Mathilde Jansen graduated from the Royal Academy, The Hague (KABK) in 2006, following which she undertook several residencies and exhibited her photography internationally, as well as carrying out commissions for the media as well as for companies and organizations. Dar es Salaam has been a second home and source of inspiration. In 2016 she completed the postgraduate studies Education in Arts (Beroepskunstenaar in de Klas) at the Amsterdam School of the Arts.
Her primarily photographic practice seeks the universal value of natural resources and minerals as a means of tracing the complex relationship between people and the global economy. She aims to create new perspectives from which to examine social structures and the connections between the local and global, which, for Jansen, form the basis of human attitudes, social positioning and intercultural communication. In her practice Jansen consciously interweaves market-driven ways of thinking with an integrated holistic vision of nature, teasing out the borders between the two. Using experiments in analogue photography, incorporating awe-inspiring constructions on location and manipulating medium format negatives, she creates a dynamic interplay between subject matter and representation, navigating areas as diverse and all encompassing as nature and ecology, spirit and community.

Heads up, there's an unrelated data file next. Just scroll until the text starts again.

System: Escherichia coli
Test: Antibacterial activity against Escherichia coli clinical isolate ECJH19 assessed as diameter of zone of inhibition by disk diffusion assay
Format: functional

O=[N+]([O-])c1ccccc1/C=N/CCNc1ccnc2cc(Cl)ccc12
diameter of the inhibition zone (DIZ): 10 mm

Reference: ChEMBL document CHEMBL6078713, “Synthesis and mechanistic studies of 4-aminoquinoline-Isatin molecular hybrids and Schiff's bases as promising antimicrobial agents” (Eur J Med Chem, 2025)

Jansen envisions trees being preserved in urban space, gardens or anywhere. Her current project represents this interplay and interaction between modernization, wilderness and consciousness.–
Jansen creates an interrelation between documentary photography and contemporary art. Over the past few years her projects have delved more into the psychology of individual and collective life stories in relation to organic structures. Mathilde increasingly situates her work on the borderline between poetry and art.
“The experience was an exciting one for me. It illustrated that writing was about risk – about risking everything. And that the value of the writing is not in what you publish but in its consequences. If you set out to describe reality, then the influence of the writing is upon reality.”
– Ryszard Kapuściński